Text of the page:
Friday, October 2, 2009
Olive oil is a fruit oil obtained from the olive (Olea europaea; family Oleaceae), a traditional tree crop of the Mediterranean Basin. The wild olive tree originated in Asia Minor and spread from there as far as southern Africa, Australia, Japan and China. It is commonly used in cooking, cosmetics, pharmaceuticals, and soaps and as a fuel for traditional oil lamps. Olive oil is used throughout the world, but especially in the Mediterranean.
All year round.
Olive oil is produced by grinding olives and extracting the oil by mechanical or chemical means. Green olives produce bitter oil, and overripe olives produce rancid oil, so for good extra virgin olive oil care is taken to make sure the olives are perfectly ripened.
The ideal temperature for storing olive oil is 57°F or 14 degrees C, although a normal room temperature of 70ºF works very well if the olive oil is stored in a dark area where the temperature remains fairly constant. A kitchen cabinet located away from the stove and away from direct sunlight will work quite well. If you have a wine cellar, store your olive oils there and keep a small amount in your kitchen. Do not put olive oil in a container without a tight cap.
Refrigeration does not harm most grades of olive oil, but it is not recommended for expensive extra virgin varieties because condensation may develop in the bottle, affecting the flavor. When chilled, or in cold weather, the oil may turn cloudy and even solidify. Such oil will clear again as it warms, so cloudiness should not be taken as an indication that the oil is past its prime. Be sure bottles are tightly sealed. Refrigeration will extend the life of olive oil without harming the oil. Doing so will cause it to congeal and turn cloudy, but should not affect flavor. If refrigerated, olive oil will return to its original, liquid state when warmed to room temperature again.
Tinted glass, porcelain, or stainless steel are the best materials for containers; oil should never be stored in plastic or in reactive metals. Stay away from plastic containers as the oil can absorb PVCs.
When cooking with olive oil, save your extra-virgin expensive oils for salads, dressings, and vinaigrettes. You can also drizzle it over slices of crusty bread or onto open-face sandwiches. Use it on a baked potato or add it to mashed potatoes instead of butter. Extra virgin olive oil tastes great on cooked vegetables or brushed onto fish or meat before serving.
When sautéing or frying, use either a combination olive oil (one that is simply a blend of extra virgin and regular olive oil) or a straight olive oil.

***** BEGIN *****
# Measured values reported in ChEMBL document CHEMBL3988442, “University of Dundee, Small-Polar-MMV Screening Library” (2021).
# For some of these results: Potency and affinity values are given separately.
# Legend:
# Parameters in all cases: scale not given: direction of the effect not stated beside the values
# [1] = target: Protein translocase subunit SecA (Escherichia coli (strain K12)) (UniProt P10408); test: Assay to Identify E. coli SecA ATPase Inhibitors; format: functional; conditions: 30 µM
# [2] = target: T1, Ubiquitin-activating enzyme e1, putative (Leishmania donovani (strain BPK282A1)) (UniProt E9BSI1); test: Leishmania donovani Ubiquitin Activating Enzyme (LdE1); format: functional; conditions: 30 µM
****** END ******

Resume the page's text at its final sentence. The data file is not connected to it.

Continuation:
For deep frying, the olive oil grade "olive oil," is excellent because it has a higher smoke point (410º F) than virgin or extra virgin oils.
Extra-Virgin Olive Oil:
All olive oils that are less than 1% acidity and produced by the first pressing of the olive fruit through the cold pressing process is called extra-virgin olive oil.
Virgin Olive Oil:
It is made from olives that are slightly riper than those used in the production of extra-virgin oil. Virgin olive oil is produced in the same way, but it is essentially defective or low-grade extra virgin oil. This oil's acidity is a slightly higher level of 1 1/2%.
Refined Olive Oil:
Olive oil known as "refined olice oil" is made by refining the virgin olive oil. The final product is basically a tasteless olive oil. The acidity level is higher than 3.3%. It also has a not-to-nice flavor and an unpleasant odor.
Pure Olive Oil:
Pure olive oil, usually called just olive oil, comes either from the second cold pressing or the chemical extraction of the olive mash left over after the first pressing. This grade is also called commercial grade oil. Pure olive oil is much lighter in color and blander in taste than virgin olive oil. It is a general-purpose (all-purpose) olive oil. Pure refers to the fact that no non-olive oils are mixed in.
Refined Olive-Pomace Oil:
Oil which is obtained by treating olive pomace with solvents is refined using methods which do not lead to alterations in the initial glyceridic structure. Don't buy this grade, as it is bad for you.
Olive oil which consists of a blend of refined olive-pomace oil and virgin olive oil. Don't buy this grade, as it is bad for you.
Light & Extra Light" Olive Oil:
The olive oil that you see on the supermarket shelf advertised as "light" or as "Extra Light" olive oil contains the exact same number of calories as regular olive oil and is a mixture of refined olive oils that are derived from the lowest quality olive oils available through chemical processing.
Layered houmous tabbouleh feta picnic
Olive oil baked potatoes
Braised Silver Beet [Swiss Chard] with Extra Virgin Olive Oil [Moroccan Style]
White Bean, Rosemary and Garlic Mash on Toasted Sourdough with Extra Virgin Olive Oil
PAN FRIED FISH with EXTRA VIRGIN OLIVE OIL
Roasted Thyme Olives with Almonds
Lemon – Rosemary Olive Oil Cake
Save and share this post
Want to share this post with your family and friends? Click the button below to send them an email or save this to your favorite social network.